Big fifth inning fells Williams again

Starter yields two-run homer in tough luck frame

Big fifth inning fells Williams again

PHILADELPHIA -- He's not fatigued. He's hitting his spots. His stuff is no different than it was last year. But when the fifth inning comes, something happens to Jerome Williams.

After the Phillies' 4-1 Sunday loss, Williams is 3-5 with a 5.49 ERA. But those figures don't tell the full story of what has been going wrong for Williams, or more accurately, when it has been going wrong.

Williams has logged 31 outs in the fifth inning this year. In between those outs, he's allowed 14 runs for an ERA of 12.19 and 21 hits -- including four home runs and five doubles. This issue was brought back to the forefront Sunday when, facing the top of the Rockies' order, he hit Charlie Blackmon and then saw DJ LeMahieu drive a pitch over the left-field fence for two runs. Another double and two flyouts later, Williams worked his way out of the inning. But his day was done.

LeMahieu's two-run homer

Phillies manager Ryne Sandberg said he has noticed that the fifth inning is where his No. 3 starter has been crumbling this year and offered his explanation of why.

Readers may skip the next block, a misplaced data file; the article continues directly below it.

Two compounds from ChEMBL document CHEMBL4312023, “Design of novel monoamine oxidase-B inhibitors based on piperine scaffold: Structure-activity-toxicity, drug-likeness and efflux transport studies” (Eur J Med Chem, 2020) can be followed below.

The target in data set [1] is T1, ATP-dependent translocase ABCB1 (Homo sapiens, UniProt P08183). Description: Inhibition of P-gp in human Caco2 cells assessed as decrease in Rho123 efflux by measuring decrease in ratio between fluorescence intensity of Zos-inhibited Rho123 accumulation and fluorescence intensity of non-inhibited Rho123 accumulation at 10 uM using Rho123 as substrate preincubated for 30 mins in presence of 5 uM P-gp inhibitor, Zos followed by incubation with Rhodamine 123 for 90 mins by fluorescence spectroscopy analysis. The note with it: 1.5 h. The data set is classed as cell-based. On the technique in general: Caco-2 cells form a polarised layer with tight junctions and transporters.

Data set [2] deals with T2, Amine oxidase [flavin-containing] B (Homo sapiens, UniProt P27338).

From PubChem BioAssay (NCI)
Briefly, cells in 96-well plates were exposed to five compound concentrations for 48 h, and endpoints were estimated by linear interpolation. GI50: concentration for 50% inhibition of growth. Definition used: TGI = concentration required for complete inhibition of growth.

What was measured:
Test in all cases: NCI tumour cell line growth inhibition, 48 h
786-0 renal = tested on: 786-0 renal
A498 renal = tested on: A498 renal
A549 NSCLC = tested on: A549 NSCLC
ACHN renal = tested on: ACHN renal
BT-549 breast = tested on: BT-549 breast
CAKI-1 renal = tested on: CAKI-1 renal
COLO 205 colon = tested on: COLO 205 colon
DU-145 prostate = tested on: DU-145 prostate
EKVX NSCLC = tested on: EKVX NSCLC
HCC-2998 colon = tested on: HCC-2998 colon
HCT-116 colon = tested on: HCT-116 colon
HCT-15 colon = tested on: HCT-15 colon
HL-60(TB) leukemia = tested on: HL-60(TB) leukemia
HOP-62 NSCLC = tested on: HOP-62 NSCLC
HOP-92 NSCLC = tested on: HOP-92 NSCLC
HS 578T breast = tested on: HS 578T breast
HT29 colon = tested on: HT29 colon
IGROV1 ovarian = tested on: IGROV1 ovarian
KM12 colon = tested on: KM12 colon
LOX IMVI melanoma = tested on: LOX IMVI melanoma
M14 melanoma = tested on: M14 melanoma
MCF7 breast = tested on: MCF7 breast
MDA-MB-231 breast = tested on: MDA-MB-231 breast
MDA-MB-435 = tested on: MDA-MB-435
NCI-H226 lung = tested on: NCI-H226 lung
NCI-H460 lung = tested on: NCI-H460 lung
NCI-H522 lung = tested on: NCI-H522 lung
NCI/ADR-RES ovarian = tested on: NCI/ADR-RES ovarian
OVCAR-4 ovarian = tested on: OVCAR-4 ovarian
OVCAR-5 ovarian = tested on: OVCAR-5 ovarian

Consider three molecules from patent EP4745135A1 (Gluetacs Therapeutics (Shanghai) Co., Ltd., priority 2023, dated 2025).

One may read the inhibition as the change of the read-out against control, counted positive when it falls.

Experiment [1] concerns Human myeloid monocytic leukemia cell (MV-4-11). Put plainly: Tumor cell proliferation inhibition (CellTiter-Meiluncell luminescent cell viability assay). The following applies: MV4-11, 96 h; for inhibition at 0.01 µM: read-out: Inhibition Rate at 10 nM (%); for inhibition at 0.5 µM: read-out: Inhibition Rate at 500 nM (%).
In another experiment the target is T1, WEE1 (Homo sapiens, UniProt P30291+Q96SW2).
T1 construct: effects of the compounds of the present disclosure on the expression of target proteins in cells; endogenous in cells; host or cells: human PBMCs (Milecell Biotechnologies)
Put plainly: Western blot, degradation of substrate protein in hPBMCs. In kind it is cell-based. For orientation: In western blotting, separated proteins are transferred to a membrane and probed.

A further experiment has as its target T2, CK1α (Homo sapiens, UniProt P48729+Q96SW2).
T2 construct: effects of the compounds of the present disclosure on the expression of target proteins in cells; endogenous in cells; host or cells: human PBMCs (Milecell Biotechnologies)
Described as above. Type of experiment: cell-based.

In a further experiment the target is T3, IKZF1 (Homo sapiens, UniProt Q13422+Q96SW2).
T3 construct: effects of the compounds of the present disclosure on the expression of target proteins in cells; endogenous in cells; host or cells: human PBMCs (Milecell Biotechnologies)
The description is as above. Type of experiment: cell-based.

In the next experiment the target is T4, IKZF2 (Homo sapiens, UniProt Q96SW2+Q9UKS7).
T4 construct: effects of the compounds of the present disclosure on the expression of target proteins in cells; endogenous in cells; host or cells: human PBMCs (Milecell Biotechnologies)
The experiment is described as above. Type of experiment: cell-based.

"We've got to start keeping an eye on him in the fifth instead of the sixth," Sandberg said. "Sometimes it's a combination of elevating the ball as the game goes on and then missing with location. But yeah, elevation of the pitches have usually been the things that are biting him."

Williams disagreed with his manager after the game. While the veteran right-hander did admit that it was his manager's decision to pull him and he has to respect that, Williams said he hasn't been elevating pitches late in games and he wasn't fatigued, so there was no reason to think he shouldn't have been in the game.

Even further than that, Williams said he wasn't even aware that the fifth inning had been a sore spot for him this season.

"I just go out there and try to do my job," he said. "Sometimes it's not happening. I don't pay attention to those things."

Nick Suss is an associate reporter for MLB.com. This story was not subject to the approval of Major League Baseball or its clubs.